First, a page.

A mystery sunken yacht with links to New Zealand, discovered off the coast of Darwin, is unlikely to be the Nina.
The vessel was discovered after a fishing trawler pulled up part of the yacht in its net.
The mystery yacht, which also had links to Sydney, was discovered by a ship owned by Australia Bay Seafoods in about 90 metres of water in the Timor Sea.
Australia's Northern Territory (NT) police were concerned there may be unidentified bodies on board, as the yacht's sail appeared to have been up when the vessel went down.
Australia Bay Seafoods' co-owner Bill Passey told the ABC that the crew of the ship realised their nets had a giant snag when trawling about 170kms from Darwin two weeks ago.
"They hooked up there and it took about six hours to get off and eventually when they did get off something gave way.
"They pulled up...and amongst all the tangled mess was a sail and a mast off a yacht.''
The yacht's sail was a type made by a boutique sailmaker from Sydney, and stainless steel rings recovered from the vessel's blue mast were made in Auckland, Mr Passey said.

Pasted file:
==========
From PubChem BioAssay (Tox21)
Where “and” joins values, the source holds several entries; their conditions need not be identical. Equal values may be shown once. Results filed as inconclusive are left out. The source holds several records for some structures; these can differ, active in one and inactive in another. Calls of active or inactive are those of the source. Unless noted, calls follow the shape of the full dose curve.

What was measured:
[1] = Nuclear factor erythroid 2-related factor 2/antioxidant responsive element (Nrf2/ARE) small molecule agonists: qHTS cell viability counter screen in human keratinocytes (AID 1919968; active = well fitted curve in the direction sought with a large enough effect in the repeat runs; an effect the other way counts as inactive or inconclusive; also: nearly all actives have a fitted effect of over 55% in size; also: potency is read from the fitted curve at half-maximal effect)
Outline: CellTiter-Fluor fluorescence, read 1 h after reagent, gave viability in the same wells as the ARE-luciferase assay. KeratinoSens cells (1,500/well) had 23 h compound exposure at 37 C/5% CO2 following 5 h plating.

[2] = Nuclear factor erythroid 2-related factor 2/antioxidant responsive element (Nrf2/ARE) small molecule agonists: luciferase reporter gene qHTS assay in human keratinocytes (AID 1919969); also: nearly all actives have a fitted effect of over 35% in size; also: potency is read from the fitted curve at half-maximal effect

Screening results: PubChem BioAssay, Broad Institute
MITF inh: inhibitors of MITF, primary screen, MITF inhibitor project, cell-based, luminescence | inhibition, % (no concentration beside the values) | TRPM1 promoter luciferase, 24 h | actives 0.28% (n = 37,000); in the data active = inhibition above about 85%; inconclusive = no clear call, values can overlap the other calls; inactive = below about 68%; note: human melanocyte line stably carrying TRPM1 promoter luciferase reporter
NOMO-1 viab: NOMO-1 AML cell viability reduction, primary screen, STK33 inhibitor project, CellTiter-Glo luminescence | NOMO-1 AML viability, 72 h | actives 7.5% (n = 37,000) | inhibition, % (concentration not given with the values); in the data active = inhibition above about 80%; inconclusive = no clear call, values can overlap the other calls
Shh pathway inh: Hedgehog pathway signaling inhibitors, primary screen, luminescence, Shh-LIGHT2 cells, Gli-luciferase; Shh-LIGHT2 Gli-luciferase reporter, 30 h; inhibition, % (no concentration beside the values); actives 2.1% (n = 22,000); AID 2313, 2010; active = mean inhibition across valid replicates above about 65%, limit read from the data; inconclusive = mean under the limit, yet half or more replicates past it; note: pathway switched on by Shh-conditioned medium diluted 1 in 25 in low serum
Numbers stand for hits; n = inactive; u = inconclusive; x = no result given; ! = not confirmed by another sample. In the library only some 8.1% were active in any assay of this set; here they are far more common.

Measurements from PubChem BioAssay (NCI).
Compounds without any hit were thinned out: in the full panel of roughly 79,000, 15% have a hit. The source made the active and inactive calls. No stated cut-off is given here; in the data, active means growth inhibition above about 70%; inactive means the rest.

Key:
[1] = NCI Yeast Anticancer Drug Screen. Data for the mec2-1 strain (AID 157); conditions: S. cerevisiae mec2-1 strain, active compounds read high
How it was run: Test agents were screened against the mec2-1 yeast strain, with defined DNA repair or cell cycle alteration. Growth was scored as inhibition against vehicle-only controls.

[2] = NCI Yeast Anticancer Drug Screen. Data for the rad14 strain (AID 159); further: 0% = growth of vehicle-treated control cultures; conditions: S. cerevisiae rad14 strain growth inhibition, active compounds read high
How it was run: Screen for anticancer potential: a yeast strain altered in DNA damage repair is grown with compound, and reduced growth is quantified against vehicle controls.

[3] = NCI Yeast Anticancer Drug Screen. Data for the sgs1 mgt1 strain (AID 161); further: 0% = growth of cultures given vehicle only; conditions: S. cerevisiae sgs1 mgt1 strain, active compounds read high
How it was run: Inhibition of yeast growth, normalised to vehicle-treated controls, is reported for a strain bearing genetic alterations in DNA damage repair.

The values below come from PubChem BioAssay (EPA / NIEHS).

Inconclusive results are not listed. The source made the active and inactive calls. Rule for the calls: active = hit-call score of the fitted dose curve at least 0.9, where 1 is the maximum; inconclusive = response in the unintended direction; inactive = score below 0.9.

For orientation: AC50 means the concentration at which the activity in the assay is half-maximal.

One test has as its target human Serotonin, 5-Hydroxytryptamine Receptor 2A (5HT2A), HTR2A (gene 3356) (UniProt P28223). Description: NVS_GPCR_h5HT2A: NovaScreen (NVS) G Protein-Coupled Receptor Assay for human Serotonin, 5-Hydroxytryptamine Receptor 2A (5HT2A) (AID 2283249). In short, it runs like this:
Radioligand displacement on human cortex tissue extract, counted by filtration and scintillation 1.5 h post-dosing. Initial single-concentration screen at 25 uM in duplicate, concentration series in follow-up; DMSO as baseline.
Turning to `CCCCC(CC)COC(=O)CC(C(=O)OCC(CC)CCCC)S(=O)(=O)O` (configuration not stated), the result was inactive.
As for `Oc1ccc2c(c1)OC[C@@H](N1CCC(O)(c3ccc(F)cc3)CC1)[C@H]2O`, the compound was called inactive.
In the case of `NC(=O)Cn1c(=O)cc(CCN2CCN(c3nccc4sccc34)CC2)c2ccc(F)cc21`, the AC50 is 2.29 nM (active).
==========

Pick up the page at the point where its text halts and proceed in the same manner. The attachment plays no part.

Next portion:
NT water police Senior Constable Wade Rogers said missing persons databases had been scoured, however "from what we can establish there is no outstanding persons that haven't been located in Australian waters''.
Modelling had shown that the yacht could have drifted from Indonesia, the ABC reported.
A mollusc expert told police he believed the vessel had been in the ocean for 8-10 months.
Due to the depth of the wreck, police divers could not easily go to investigate the site, however they were preparing to send specialist divers and a remotely-operated device to search the seabed for bodies and recover the rest of the yacht this week, News.com.au reported.
The wreck is not believed to be the American yacht, Nina, which disappeared in the Tasman Sea with seven people aboard last June, as the wreck's mast was blue and not the heavy wooden type aboard the classic 1928 American schooner.